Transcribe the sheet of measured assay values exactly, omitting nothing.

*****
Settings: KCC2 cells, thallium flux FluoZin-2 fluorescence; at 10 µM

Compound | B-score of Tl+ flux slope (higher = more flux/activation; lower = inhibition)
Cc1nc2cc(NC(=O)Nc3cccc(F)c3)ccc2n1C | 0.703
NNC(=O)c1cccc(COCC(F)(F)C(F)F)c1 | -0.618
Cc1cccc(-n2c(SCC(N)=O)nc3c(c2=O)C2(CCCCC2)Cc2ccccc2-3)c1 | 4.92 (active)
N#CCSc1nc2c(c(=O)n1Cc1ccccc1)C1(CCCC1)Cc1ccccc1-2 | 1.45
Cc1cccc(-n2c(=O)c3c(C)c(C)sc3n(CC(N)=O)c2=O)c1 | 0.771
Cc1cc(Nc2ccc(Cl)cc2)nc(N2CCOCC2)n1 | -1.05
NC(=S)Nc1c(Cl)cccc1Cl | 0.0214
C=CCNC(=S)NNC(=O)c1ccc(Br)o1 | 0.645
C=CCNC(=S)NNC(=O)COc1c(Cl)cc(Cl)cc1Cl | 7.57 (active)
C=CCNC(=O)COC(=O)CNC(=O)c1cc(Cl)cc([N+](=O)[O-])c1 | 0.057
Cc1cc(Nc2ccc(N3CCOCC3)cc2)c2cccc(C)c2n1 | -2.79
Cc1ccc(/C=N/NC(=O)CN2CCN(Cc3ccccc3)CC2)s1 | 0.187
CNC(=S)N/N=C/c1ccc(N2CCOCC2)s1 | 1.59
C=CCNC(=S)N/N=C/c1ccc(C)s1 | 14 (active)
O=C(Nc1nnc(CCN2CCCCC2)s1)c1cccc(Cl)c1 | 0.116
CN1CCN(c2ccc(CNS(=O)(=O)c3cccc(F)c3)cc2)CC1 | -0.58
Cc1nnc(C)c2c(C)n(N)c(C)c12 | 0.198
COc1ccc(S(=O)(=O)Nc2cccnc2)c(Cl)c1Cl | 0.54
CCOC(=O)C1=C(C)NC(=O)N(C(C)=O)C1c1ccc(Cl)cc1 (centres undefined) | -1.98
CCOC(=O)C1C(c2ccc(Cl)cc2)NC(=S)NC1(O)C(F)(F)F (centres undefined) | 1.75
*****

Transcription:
Settings: KCC2 cells, thallium flux FluoZin-2 fluorescence; at 10 µM

Compound | B-score of Tl+ flux slope (higher = more flux/activation; lower = inhibition)
Cc1nc2cc(NC(=O)Nc3cccc(F)c3)ccc2n1C | 0.703
NNC(=O)c1cccc(COCC(F)(F)C(F)F)c1 | -0.618
Cc1cccc(-n2c(SCC(N)=O)nc3c(c2=O)C2(CCCCC2)Cc2ccccc2-3)c1 | 4.92 (active)
N#CCSc1nc2c(c(=O)n1Cc1ccccc1)C1(CCCC1)Cc1ccccc1-2 | 1.45
Cc1cccc(-n2c(=O)c3c(C)c(C)sc3n(CC(N)=O)c2=O)c1 | 0.771
Cc1cc(Nc2ccc(Cl)cc2)nc(N2CCOCC2)n1 | -1.05
NC(=S)Nc1c(Cl)cccc1Cl | 0.0214
C=CCNC(=S)NNC(=O)c1ccc(Br)o1 | 0.645
C=CCNC(=S)NNC(=O)COc1c(Cl)cc(Cl)cc1Cl | 7.57 (active)
C=CCNC(=O)COC(=O)CNC(=O)c1cc(Cl)cc([N+](=O)[O-])c1 | 0.057
Cc1cc(Nc2ccc(N3CCOCC3)cc2)c2cccc(C)c2n1 | -2.79
Cc1ccc(/C=N/NC(=O)CN2CCN(Cc3ccccc3)CC2)s1 | 0.187
CNC(=S)N/N=C/c1ccc(N2CCOCC2)s1 | 1.59
C=CCNC(=S)N/N=C/c1ccc(C)s1 | 14 (active)
O=C(Nc1nnc(CCN2CCCCC2)s1)c1cccc(Cl)c1 | 0.116
CN1CCN(c2ccc(CNS(=O)(=O)c3cccc(F)c3)cc2)CC1 | -0.58
Cc1nnc(C)c2c(C)n(N)c(C)c12 | 0.198
COc1ccc(S(=O)(=O)Nc2cccnc2)c(Cl)c1Cl | 0.54
CCOC(=O)C1=C(C)NC(=O)N(C(C)=O)C1c1ccc(Cl)cc1 (centres undefined) | -1.98
CCOC(=O)C1C(c2ccc(Cl)cc2)NC(=S)NC1(O)C(F)(F)F (centres undefined) | 1.75